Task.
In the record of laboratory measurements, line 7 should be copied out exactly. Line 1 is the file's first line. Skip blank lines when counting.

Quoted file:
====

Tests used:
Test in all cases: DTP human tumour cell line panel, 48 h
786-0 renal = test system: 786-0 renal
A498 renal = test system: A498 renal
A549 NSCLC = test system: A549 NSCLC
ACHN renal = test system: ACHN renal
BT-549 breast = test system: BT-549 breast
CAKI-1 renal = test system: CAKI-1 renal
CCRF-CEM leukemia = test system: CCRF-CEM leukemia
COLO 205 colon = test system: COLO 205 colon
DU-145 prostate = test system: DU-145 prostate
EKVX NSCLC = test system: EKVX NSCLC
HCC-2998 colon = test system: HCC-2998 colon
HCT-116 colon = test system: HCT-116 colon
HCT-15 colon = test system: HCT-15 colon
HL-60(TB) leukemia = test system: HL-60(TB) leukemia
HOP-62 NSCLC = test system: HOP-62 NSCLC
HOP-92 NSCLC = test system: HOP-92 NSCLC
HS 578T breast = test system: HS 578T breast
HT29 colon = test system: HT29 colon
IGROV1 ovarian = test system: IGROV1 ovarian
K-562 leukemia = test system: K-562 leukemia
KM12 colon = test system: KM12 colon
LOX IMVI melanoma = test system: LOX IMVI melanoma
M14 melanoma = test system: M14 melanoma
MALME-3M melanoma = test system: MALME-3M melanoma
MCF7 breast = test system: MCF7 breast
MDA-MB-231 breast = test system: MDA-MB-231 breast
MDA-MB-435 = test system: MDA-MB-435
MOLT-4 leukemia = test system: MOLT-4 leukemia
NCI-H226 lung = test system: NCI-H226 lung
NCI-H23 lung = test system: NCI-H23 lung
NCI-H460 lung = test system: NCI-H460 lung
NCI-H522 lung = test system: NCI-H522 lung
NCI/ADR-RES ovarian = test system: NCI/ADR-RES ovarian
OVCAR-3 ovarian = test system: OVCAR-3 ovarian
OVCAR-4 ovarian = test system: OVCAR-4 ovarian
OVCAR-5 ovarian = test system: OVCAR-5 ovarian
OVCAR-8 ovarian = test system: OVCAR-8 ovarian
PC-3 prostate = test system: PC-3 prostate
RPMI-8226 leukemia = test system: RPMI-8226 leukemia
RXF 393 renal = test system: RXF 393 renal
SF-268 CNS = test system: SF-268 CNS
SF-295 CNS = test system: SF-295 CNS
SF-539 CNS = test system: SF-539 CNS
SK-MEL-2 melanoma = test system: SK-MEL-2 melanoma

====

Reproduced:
BT-549 breast = test system: BT-549 breast